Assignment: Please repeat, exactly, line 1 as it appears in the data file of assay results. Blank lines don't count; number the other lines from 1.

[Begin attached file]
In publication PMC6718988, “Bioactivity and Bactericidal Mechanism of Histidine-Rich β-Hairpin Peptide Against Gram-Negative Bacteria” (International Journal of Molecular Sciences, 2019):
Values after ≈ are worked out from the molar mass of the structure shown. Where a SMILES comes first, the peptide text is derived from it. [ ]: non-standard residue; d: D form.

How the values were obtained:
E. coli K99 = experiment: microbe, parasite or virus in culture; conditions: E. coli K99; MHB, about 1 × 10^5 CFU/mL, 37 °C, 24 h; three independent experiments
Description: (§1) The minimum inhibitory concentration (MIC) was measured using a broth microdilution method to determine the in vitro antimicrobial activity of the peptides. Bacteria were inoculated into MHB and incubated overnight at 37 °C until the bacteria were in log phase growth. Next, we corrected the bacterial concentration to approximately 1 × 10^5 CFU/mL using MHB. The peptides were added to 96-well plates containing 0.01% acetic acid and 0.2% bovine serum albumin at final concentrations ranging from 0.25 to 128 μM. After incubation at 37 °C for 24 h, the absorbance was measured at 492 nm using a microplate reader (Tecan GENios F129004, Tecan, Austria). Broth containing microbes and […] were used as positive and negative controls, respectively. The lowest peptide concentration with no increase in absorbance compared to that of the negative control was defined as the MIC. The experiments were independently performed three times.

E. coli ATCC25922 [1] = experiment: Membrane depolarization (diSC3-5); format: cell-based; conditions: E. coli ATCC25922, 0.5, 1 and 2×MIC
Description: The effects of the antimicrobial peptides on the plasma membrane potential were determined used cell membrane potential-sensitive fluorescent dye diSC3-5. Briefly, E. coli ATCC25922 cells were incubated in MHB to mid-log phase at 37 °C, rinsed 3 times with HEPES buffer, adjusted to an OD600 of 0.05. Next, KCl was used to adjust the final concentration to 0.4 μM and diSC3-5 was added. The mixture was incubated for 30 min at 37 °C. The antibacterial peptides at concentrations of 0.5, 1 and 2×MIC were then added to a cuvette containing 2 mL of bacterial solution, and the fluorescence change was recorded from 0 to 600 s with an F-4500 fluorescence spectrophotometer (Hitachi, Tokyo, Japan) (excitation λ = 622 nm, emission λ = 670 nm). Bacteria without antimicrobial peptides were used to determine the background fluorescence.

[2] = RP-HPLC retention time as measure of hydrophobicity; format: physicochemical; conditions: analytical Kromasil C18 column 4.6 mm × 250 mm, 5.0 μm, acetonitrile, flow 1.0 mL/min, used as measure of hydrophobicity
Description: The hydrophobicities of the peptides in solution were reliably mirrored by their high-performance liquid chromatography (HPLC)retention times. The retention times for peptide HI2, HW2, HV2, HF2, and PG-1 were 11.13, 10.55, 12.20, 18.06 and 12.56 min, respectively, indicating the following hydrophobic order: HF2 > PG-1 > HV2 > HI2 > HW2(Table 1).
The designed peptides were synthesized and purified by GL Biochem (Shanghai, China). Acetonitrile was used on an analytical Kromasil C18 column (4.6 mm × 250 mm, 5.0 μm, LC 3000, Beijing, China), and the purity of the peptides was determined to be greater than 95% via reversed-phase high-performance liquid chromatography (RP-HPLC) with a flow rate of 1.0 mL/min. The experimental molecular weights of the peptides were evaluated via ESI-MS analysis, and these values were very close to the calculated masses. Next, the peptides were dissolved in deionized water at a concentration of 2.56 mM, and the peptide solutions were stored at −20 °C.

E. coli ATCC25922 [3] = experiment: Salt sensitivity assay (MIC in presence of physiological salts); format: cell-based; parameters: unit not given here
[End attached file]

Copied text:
In publication PMC6718988, “Bioactivity and Bactericidal Mechanism of Histidine-Rich β-Hairpin Peptide Against Gram-Negative Bacteria” (International Journal of Molecular Sciences, 2019):